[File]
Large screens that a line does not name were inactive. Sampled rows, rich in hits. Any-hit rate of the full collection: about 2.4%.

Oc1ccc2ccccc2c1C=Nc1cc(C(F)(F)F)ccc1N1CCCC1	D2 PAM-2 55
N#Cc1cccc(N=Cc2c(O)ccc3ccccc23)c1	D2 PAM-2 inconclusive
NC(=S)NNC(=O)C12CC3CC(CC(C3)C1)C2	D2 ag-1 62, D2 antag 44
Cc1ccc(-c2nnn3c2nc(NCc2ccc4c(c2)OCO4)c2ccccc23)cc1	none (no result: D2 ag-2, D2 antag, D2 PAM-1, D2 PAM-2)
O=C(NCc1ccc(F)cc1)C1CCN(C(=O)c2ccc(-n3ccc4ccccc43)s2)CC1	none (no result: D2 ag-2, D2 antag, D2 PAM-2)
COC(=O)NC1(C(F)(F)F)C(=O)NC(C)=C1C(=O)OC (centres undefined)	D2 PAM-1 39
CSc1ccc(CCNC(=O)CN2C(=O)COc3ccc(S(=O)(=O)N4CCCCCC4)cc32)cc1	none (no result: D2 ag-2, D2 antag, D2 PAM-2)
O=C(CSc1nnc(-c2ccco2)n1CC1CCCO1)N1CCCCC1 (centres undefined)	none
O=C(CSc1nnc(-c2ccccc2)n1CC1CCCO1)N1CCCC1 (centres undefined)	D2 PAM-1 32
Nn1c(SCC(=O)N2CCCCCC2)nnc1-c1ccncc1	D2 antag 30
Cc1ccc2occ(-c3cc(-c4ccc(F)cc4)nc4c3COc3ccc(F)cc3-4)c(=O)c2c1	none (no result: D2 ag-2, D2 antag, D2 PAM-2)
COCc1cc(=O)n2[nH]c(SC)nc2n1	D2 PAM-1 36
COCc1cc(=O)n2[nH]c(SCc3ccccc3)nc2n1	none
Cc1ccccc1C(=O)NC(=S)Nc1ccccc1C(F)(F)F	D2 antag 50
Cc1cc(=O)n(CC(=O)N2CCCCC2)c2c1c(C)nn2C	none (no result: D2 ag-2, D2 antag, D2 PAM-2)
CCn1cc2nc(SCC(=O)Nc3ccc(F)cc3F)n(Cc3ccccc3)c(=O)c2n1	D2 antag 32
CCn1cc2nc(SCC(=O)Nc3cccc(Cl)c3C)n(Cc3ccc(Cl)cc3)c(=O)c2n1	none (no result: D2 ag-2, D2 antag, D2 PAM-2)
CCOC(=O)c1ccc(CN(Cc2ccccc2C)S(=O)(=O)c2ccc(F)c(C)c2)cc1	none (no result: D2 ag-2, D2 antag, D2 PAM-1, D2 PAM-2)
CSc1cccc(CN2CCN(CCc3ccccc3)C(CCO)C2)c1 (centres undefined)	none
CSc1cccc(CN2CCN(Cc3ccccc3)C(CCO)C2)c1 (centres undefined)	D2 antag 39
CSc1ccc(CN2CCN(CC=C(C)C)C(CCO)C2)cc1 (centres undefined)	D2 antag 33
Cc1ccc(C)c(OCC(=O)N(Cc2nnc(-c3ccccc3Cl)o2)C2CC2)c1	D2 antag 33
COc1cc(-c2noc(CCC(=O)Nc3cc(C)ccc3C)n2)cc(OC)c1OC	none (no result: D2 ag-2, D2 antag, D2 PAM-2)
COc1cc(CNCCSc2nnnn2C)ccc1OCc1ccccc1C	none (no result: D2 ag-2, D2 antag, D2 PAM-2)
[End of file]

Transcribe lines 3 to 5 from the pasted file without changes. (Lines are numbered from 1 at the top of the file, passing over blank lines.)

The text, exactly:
N#Cc1cccc(N=Cc2c(O)ccc3ccccc23)c1	D2 PAM-2 inconclusive
NC(=S)NNC(=O)C12CC3CC(CC(C3)C1)C2	D2 ag-1 62, D2 antag 44
Cc1ccc(-c2nnn3c2nc(NCc2ccc4c(c2)OCO4)c2ccccc23)cc1	none (no result: D2 ag-2, D2 antag, D2 PAM-1, D2 PAM-2)